I think I have six different variations — back-of-the-hand, bouncer, yorker, cutter, and slow bouncer, etc, but I bowl two-three perfectly. That performance and in the Syed Mushtaq Ali Trophy is what I think got me a big contract,” said Sakariya. He bagged 12 wickets in five matches that put him sixth in the wicket-takers list of the Syed Mushtaq Ali Trophy. (IANS/SP)



The aim of the book is to teach children that families can exist in different forms, and show them how to accept the diversity in family backgrounds.

By Siddhi Jain

Delhi-based author Pritisha Borthakur is set to release her new book, 'Puhor and Niyor's Mural of Family Stories'. The 1,404-word children's book was put together to address a new kind of societal debacle in the family system. The author says the aim is to teach children that families can exist in different forms, and show them how to accept the diversity in family backgrounds.

The author who named the book after her twin sons -- Puhor and Niyor -- is a parent who has seen and heard the tales of ridicule and discrimination suffered by many in India and beyond. She says the book is an artistic illustration for kids that details how different families can live and coexist. Whether it's children with two dads or two moms, children with a single dad or single mom, and even multiracial family units, Borthakur's book teaches love, understanding, and compassion towards unconventional families.

Beyond race, gender, color, and ethnicity which have formed the bases for discrimination since the beginning of time, this book aims to bring to light a largely ignored issue. For so long, single parents have been treated like a taboo without any attempt to understand their situations; no one really cares how or why one's marriage ended but just wants to treat single parents as villains simply for choosing happiness and loving their children.

Homosexual parents, a relatively new family system, is another form that has suffered hate and discrimination for many years. Pritisha emphasizes the need to understand that diversity in people and family is what makes the world beautiful and colourful. 'Puhor and Niyor's Mural of Family Stories' is a firm but compassionate statement against all forms of discrimination on the bases of sexual identity, gender, race, and even differences in background

four children standing on dirt during daytime 'Puhor and Niyor's Mural of Family Stories' is a firm but compassionate statement against all forms of discrimination on the bases of sexual identity, gender, race and even differences in background. | Photo by Ben Wicks on Unsplash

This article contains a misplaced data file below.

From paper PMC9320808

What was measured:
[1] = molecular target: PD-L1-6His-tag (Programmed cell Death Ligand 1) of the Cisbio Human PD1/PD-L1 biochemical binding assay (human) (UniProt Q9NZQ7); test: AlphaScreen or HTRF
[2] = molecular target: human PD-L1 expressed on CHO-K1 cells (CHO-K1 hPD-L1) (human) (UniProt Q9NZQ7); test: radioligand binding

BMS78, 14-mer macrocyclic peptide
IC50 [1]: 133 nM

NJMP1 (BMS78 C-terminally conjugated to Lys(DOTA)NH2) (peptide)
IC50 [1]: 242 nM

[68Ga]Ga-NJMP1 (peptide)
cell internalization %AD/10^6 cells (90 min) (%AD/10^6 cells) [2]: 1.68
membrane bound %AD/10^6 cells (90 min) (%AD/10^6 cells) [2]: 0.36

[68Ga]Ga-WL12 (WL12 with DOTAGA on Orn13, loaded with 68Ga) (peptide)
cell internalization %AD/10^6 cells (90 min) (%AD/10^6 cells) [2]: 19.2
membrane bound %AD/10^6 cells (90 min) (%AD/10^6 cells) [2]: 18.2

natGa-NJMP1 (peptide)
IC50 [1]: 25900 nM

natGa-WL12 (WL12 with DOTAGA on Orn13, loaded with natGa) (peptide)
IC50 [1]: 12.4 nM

Keep Reading Show less
Photo by Lina Trochez on Unsplash

Clean and maintained hands boost confidence in daily life activities.

If you feel that clean and well-groomed hands are just an essential prerequisite for women, you might like to think twice. Men should equally pay attention to their hands because our hand houses 1,500 bacteria living on each square centimeter of its skin. You can easily assume what havoc it can create in our body because in India we have the culture of eating with our hands and spaces beneath nails can become breeding heaven for germs. Moreover, clean and maintained hands boost confidence in their daily life activities. Therefore, it's important to keep your hands clean irrespective of your gender by washing or sanitizing at regular intervals. And, to keep them groomed, you don't have to visit a salon.

Rajesh U Pandya, Managing Director, KAI India, gives easy and completely doable tips to follow at home:

* Refrain from harsh soaps: You should be mindful of the soap you are using to wash your hands. Your soap can have a moisturizing element in it like aloe vera or shea butter. Ensure that you're washing your hands with normal water as hot water can make your hand's skin dry and scaly.

Soap bars organic You should be mindful of the soap you are using to wash your hands. | Photo by Aurélia Dubois on Unsplash

Keep Reading Show less
Photo by Dmitry Demidko on Unsplash

Bitcoin has become an essential crypto asset in modern portfolios and investment funds.

Bitcoin has become an essential crypto asset in modern portfolios and investment funds. The confidence generated in this cryptocurrency will depend a lot on the diversification that companies make in their balance sheets in Bitcoin and the increase of institutional investors that allocate a percentage of their funds in this crypto. American fund manager Cathie Wood makes some interesting predictions, both in the rise that the Bitcoin price will experience in the next 5 years, suggesting these institutional investors allocate 5% of their funds; this will help leverage the Bitcoin market.

Bitcoin will grow by a tenfold

Keep reading... Show less